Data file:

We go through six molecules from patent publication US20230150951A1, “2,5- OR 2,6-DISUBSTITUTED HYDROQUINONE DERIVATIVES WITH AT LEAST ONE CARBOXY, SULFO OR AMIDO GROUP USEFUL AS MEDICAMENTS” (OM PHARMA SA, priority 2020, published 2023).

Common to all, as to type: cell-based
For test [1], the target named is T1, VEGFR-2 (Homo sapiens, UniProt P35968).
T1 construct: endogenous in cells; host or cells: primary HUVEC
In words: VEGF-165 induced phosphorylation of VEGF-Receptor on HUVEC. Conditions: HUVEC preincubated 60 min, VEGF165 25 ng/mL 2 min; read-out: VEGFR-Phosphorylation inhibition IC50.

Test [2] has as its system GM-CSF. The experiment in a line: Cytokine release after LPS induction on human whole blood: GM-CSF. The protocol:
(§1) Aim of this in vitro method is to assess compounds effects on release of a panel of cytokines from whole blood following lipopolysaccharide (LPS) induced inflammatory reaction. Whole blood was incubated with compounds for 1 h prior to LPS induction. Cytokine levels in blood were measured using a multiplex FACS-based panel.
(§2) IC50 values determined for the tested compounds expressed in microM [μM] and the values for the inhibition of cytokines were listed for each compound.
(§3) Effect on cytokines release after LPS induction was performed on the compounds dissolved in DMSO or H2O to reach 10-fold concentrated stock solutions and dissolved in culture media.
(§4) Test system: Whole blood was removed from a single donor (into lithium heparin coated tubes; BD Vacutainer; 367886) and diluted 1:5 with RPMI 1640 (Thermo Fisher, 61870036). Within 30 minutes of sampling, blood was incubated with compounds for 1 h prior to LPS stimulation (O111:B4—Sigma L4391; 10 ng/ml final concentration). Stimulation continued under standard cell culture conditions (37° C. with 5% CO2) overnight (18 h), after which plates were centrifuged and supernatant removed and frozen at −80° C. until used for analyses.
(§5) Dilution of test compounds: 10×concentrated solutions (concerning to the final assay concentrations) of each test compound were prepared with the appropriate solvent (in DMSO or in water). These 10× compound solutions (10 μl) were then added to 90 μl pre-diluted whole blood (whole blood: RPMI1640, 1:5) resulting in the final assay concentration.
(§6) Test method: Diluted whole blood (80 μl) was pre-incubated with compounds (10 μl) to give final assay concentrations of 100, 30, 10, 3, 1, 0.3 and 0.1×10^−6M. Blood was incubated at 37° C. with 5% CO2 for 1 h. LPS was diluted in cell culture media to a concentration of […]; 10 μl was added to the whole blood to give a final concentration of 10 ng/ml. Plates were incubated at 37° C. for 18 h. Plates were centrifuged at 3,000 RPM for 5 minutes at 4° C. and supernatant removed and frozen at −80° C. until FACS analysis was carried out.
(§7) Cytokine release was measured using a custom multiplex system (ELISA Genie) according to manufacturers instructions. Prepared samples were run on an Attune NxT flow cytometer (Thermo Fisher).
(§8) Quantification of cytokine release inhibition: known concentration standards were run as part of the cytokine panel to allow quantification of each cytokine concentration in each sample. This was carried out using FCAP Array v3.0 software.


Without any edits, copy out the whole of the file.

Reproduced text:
We go through six molecules from patent publication US20230150951A1, “2,5- OR 2,6-DISUBSTITUTED HYDROQUINONE DERIVATIVES WITH AT LEAST ONE CARBOXY, SULFO OR AMIDO GROUP USEFUL AS MEDICAMENTS” (OM PHARMA SA, priority 2020, published 2023).

Common to all, as to type: cell-based
For test [1], the target named is T1, VEGFR-2 (Homo sapiens, UniProt P35968).
T1 construct: endogenous in cells; host or cells: primary HUVEC
In words: VEGF-165 induced phosphorylation of VEGF-Receptor on HUVEC. Conditions: HUVEC preincubated 60 min, VEGF165 25 ng/mL 2 min; read-out: VEGFR-Phosphorylation inhibition IC50.

Test [2] has as its system GM-CSF. The experiment in a line: Cytokine release after LPS induction on human whole blood: GM-CSF. The protocol:
(§1) Aim of this in vitro method is to assess compounds effects on release of a panel of cytokines from whole blood following lipopolysaccharide (LPS) induced inflammatory reaction. Whole blood was incubated with compounds for 1 h prior to LPS induction. Cytokine levels in blood were measured using a multiplex FACS-based panel.
(§2) IC50 values determined for the tested compounds expressed in microM [μM] and the values for the inhibition of cytokines were listed for each compound.
(§3) Effect on cytokines release after LPS induction was performed on the compounds dissolved in DMSO or H2O to reach 10-fold concentrated stock solutions and dissolved in culture media.
(§4) Test system: Whole blood was removed from a single donor (into lithium heparin coated tubes; BD Vacutainer; 367886) and diluted 1:5 with RPMI 1640 (Thermo Fisher, 61870036). Within 30 minutes of sampling, blood was incubated with compounds for 1 h prior to LPS stimulation (O111:B4—Sigma L4391; 10 ng/ml final concentration). Stimulation continued under standard cell culture conditions (37° C. with 5% CO2) overnight (18 h), after which plates were centrifuged and supernatant removed and frozen at −80° C. until used for analyses.
(§5) Dilution of test compounds: 10×concentrated solutions (concerning to the final assay concentrations) of each test compound were prepared with the appropriate solvent (in DMSO or in water). These 10× compound solutions (10 μl) were then added to 90 μl pre-diluted whole blood (whole blood: RPMI1640, 1:5) resulting in the final assay concentration.
(§6) Test method: Diluted whole blood (80 μl) was pre-incubated with compounds (10 μl) to give final assay concentrations of 100, 30, 10, 3, 1, 0.3 and 0.1×10^−6M. Blood was incubated at 37° C. with 5% CO2 for 1 h. LPS was diluted in cell culture media to a concentration of […]; 10 μl was added to the whole blood to give a final concentration of 10 ng/ml. Plates were incubated at 37° C. for 18 h. Plates were centrifuged at 3,000 RPM for 5 minutes at 4° C. and supernatant removed and frozen at −80° C. until FACS analysis was carried out.
(§7) Cytokine release was measured using a custom multiplex system (ELISA Genie) according to manufacturers instructions. Prepared samples were run on an Attune NxT flow cytometer (Thermo Fisher).
(§8) Quantification of cytokine release inhibition: known concentration standards were run as part of the cytokine panel to allow quantification of each cytokine concentration in each sample. This was carried out using FCAP Array v3.0 software.